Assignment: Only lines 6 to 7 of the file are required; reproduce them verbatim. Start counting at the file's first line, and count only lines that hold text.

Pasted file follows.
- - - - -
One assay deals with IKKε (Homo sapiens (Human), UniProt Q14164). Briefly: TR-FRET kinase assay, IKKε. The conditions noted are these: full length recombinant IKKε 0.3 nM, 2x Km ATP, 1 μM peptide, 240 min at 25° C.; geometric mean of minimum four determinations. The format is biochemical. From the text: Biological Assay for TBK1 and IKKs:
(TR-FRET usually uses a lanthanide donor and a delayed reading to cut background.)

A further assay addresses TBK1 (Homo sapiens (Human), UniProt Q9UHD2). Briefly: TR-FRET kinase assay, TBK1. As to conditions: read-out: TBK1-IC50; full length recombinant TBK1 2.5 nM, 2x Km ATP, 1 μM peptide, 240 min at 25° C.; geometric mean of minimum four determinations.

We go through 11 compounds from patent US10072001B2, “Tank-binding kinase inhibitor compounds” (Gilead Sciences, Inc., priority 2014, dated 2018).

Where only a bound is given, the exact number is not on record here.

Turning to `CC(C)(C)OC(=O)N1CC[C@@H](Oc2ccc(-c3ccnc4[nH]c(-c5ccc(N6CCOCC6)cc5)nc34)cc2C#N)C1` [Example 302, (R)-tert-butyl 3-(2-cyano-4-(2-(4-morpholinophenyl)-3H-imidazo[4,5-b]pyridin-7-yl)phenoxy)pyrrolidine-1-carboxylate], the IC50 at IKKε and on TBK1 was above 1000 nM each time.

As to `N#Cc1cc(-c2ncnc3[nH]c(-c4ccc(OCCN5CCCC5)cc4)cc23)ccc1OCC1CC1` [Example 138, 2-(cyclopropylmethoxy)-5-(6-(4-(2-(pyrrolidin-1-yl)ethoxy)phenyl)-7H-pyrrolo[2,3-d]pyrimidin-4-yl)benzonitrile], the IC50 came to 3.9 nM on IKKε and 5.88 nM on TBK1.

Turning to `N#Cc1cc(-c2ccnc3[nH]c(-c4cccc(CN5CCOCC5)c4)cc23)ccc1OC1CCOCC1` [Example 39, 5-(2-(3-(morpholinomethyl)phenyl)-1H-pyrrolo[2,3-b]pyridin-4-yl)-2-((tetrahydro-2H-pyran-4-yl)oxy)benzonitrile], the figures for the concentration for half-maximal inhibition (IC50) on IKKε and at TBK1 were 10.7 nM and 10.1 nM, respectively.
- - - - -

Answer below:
Turning to `CC(C)(C)OC(=O)N1CC[C@@H](Oc2ccc(-c3ccnc4[nH]c(-c5ccc(N6CCOCC6)cc5)nc34)cc2C#N)C1` [Example 302, (R)-tert-butyl 3-(2-cyano-4-(2-(4-morpholinophenyl)-3H-imidazo[4,5-b]pyridin-7-yl)phenoxy)pyrrolidine-1-carboxylate], the IC50 at IKKε and on TBK1 was above 1000 nM each time.

As to `N#Cc1cc(-c2ncnc3[nH]c(-c4ccc(OCCN5CCCC5)cc4)cc23)ccc1OCC1CC1` [Example 138, 2-(cyclopropylmethoxy)-5-(6-(4-(2-(pyrrolidin-1-yl)ethoxy)phenyl)-7H-pyrrolo[2,3-d]pyrimidin-4-yl)benzonitrile], the IC50 came to 3.9 nM on IKKε and 5.88 nM on TBK1.